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Berkeley Protesters Call Out Whole Foods’ Policy Banning Black Lives Matter Face Masks

Also: Souvla sues SF over homeless encampments, and more news to start your day

Whole Foods Employees Stage Walkout After Being Dismissed Wearing BLM Masks
A related protest over Black Lives Matter masks at a Whole Foods in Cambridge, MA
Photo by Erin Clark/The Boston Globe via Getty Images

Hundreds gathered outside the West Berkeley Whole Foods on Friday to protest the store’s policy on Black Lives Matter-branded apparel

In an Instagram post last week, a now-former employee at the West Berkeley Whole Foods says store management told her to remove the Black Lives Matter she was wearing because it was too “controversial” and the company wanted to stay “neutral.” According to Berkeleyside Nosh, the employee subsequently quit her job rather than abide by the policy, and on Friday, hundreds of protesters came out to support her — and to voice their disapproval of what they saw as Whole Foods’ “performative” support of social justice issues, as one protester said.

A Whole Foods spokesperson told Berkeleyside that the company has a longstanding policy against employees wearing apparel that has any “visible slogans, messages, logos or advertising that are not company-related” — but at least one employee at the Berkeley store said that this policy had never been enforced in the past.

The Berkeley protest comes on the footsteps of similar protests around the country, as major food corporations like Starbucks, Chick-fil-A, and Wawa — in addition to Whole Foods — have been challenged their policies around Black Lives Matter masks and apparel.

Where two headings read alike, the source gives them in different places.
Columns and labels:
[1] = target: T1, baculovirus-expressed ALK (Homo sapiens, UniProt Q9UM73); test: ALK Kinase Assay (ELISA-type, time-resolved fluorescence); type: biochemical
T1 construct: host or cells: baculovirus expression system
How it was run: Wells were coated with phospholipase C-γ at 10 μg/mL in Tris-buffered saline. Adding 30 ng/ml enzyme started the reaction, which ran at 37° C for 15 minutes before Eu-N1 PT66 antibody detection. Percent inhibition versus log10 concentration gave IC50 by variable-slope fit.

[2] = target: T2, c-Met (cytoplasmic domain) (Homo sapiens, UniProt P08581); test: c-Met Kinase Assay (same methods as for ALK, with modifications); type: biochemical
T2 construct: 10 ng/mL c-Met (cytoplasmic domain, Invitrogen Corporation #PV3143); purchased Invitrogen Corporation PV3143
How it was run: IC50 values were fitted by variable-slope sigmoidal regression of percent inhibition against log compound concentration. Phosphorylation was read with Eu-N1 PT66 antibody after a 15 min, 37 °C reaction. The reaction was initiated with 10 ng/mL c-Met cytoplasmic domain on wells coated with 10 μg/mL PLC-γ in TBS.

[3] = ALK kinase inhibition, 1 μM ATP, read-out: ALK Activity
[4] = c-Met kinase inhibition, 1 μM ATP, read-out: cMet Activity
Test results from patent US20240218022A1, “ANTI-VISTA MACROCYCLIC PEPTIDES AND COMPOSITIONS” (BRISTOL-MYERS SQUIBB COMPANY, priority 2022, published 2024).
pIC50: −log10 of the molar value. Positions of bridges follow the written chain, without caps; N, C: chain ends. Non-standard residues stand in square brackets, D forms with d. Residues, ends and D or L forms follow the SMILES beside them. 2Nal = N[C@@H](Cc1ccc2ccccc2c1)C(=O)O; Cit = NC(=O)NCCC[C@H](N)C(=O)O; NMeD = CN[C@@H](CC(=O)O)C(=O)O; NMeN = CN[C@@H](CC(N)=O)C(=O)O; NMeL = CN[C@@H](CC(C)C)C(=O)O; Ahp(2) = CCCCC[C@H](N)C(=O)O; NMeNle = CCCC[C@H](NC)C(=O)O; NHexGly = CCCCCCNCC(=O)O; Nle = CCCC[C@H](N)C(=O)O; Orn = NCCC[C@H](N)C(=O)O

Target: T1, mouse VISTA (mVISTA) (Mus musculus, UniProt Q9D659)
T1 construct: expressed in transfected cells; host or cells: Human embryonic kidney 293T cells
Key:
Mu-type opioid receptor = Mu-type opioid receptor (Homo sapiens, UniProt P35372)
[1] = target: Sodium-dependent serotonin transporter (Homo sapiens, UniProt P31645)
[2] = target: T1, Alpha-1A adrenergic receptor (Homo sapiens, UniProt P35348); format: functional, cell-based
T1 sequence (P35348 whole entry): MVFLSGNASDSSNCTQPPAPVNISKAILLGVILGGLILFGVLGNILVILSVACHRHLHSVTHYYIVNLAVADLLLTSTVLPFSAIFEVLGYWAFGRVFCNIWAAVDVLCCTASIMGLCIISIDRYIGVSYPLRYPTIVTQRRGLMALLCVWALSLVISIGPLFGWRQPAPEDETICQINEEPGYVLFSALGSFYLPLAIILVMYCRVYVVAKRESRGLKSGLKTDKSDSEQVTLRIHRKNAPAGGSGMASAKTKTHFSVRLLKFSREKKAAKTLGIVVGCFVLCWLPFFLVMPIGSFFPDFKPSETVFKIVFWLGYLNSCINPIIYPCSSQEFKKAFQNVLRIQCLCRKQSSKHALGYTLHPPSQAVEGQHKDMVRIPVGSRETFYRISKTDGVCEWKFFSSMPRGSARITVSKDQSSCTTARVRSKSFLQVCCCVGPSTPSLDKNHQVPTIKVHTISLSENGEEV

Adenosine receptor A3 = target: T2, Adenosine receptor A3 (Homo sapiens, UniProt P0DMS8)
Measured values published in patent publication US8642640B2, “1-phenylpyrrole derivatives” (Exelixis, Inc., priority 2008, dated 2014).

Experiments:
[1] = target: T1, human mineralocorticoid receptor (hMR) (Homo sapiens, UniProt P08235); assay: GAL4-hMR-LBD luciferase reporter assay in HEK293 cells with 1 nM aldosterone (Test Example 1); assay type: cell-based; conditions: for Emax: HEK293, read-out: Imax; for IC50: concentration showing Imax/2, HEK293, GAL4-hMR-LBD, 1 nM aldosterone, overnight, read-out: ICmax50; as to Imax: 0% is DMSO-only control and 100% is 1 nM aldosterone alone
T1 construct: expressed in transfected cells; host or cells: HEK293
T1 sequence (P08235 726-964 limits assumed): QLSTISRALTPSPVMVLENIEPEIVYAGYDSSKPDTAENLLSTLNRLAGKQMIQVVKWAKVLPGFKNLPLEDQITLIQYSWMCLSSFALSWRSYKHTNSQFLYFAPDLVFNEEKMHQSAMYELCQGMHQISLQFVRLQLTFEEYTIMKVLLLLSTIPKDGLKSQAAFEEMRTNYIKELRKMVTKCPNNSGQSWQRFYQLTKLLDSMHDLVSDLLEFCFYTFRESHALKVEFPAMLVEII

And in other news...

  • Greek fast-casual chain Souvla and Roman-style Italian restaurant Montesacro Pinseria joined a number of Mid-Market residents and businesses in filing a federal lawsuit against the city of San Francisco over the area’s homeless encampments, arguing that the city has treated the neighborhood as a “containment zone” for its homelessness issues — a situation that threatens to force restaurants like Montesacro to “close or relocate,” according to the lawsuit. [SFC]
  • It should come as no surprise, but BottleRock Napa Valley — Napa County’s largest music festival, known for its impressive food lineup — has pushed already-postponed 2020 event back to next year — rescheduling it for May 28–30, 2021. [Napa Valley Register]
  • In Berkeley, both locations of Berkeley Bowl faced COVID-19 outbreaks, in late June and July respectively. According to a Berkeleyside Nosh report, the grocery stores’ employees and management disagree on how well the company handled the outbreaks. Meanwhile, West Berkeley’s Community Foods Market will be closed for at least three days this week after an employee tested positive for COVID-19 on Sunday. [Berkeleyside, East Bay Times]
  • A Bay Area teen has started an online petition — with more than 2,600 signatures at publication time — for Trader Joe’s to change what she argues is racist branding for many of its products, particularly its ethnically specific product lines: “Trader Ming’s” for Chinese food items, “Trader José” for Mexican foods, and so forth. According to the petition, “the Trader Joe’s branding is racist because it exoticizes other cultures — it presents ‘Joe’ as the default ‘normal.’ [San Jose Mercury News]
  • Good news for quesabirria obsessives: The cheesy, griddle-crisped beef birria tacos have officially made their way to Sonoma, courtesy of new food trucks like Jalapeno Mexican Grill and El Paisa. [Sonoma Magazine]


2505 3rd Street, , CA 94107 (415) 400-5458 Visit Website

Montesacro Pinseria - Enoteca

510 Stevenson Street, , CA 94103 (415) 795-3040 Visit Website